As part of ongoing international efforts to address growing concerns over global food security linked to the war in Ukraine, a top UN official on Wednesday urged countries not to slap restrictions on the export of foodstuffs that are in such short supply elsewhere.
“Food insecurity and high prices can become a trigger for instability,” said Qu Dongyu, Director-General of the UN Food and Agriculture Organization (FAO).
Pleased to have joined @luigidimaio & others in @ItalyMFA Mediterranean Dialogue on #FoodCrisis. The challenges we face now call on us to harness #AgInnovation, optimise water use, #StopFoodLossWaste & use available fertilizer wisely. @FAO is ready to support the region & beyond. https://t.co/BckwXA4xUy
— FAO Director-General QU Dongyu (@FAODG) June 8, 2022
Addressing the “Mediterranean Dialogue on Food Crisis” in Rome, Mr. Qu insisted that “we must keep the global food trade system open and ensure that agrifood exports are not restricted or taxed”.
The Mediterranean Sea region includes 22 countries on three continents, many of which rely on cereal imports from Ukraine to feed their population, the FAO top official said. Most countries in the region had shown an increasing food import trend to meet domestic consumption needs even prior to the war in Ukraine, he added.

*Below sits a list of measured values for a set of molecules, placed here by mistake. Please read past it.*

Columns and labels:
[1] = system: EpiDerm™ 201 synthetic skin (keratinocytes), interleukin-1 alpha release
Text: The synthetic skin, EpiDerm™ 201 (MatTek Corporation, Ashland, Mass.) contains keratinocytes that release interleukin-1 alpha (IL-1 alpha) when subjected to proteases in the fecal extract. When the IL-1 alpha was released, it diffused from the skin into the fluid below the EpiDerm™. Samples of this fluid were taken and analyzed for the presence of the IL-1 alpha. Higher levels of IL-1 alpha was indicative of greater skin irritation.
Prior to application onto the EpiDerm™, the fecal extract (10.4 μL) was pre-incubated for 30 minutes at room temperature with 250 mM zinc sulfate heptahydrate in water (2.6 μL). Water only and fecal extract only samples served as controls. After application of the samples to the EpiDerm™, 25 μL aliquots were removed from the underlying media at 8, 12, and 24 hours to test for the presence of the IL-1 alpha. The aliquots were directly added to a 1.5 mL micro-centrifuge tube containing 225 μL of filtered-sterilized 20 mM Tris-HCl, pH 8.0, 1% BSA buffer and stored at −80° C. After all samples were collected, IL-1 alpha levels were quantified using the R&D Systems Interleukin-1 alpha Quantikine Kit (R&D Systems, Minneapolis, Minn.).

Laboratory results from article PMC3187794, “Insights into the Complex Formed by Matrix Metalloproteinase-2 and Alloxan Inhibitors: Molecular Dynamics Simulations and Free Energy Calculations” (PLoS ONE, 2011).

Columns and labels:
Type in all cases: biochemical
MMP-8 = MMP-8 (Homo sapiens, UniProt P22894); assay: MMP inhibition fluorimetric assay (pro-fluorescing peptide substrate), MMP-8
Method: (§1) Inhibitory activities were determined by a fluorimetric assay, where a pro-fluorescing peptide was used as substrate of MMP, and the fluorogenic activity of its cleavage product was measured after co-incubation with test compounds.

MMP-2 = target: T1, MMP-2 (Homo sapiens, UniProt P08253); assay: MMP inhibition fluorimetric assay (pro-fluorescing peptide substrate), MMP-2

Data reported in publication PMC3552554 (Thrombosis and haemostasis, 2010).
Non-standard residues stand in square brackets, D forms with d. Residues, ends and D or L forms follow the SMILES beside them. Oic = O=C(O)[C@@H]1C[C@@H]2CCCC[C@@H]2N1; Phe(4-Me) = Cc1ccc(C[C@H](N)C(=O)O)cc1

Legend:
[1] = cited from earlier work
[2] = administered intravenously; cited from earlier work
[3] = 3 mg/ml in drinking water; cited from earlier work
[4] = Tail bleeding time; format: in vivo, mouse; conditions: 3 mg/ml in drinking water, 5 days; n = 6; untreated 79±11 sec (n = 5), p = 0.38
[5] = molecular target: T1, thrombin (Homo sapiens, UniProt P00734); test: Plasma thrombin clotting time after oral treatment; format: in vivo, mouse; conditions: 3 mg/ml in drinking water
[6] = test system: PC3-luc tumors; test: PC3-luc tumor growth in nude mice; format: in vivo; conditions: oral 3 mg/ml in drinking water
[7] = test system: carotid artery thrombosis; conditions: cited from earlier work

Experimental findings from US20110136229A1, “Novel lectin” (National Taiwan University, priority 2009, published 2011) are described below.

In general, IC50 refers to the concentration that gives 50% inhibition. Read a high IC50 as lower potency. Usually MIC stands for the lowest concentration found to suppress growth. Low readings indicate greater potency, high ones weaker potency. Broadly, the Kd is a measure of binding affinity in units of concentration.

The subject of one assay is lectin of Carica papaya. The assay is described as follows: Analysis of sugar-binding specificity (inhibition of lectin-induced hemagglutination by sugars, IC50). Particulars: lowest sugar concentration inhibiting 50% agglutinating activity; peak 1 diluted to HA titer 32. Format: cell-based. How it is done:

Today, the current global situation is “very complicated”, Mr. Qu said, his comments coming after more than 100 days of war in Ukraine that have cut off exports of millions of tonnes of wheat, cereals and vegetable oil from the country’s Black Sea ports since the Russian invasion on 24 February.
The war has also prompted targeted international sanctions on Russia that have in turn hampered the distribution of its own substantial agricultural output and fertilizers – which farmers rely on around the world.
Solidarity is key
To counter these challenges, countries in the Mediterranean should work together to mitigate food security risks, Mr. Qu urged delegates.
“The increase in energy and fertilizer prices is putting at risk the next harvest globally,” the FAO top official insisted, adding that the lack of access to fertilizer and fuel represented “a particular risk for countries where low natural soil fertility means that chemical fertilizer is often essential for food production”.
That message was echoed by Italy’s Minister of Foreign Affairs, Luigi Di Maio, and Germany’s Svenja Schulze, Minister for Economic Cooperation and Development, who warned that the world was facing “the worst food crisis in decades”.
Sky high prices
Latest data from FAO’s Food Price Index – which reached an all-time high in March and which has remained at elevated levels – has confirmed the difficulties that developing countries face in particular in providing for their people.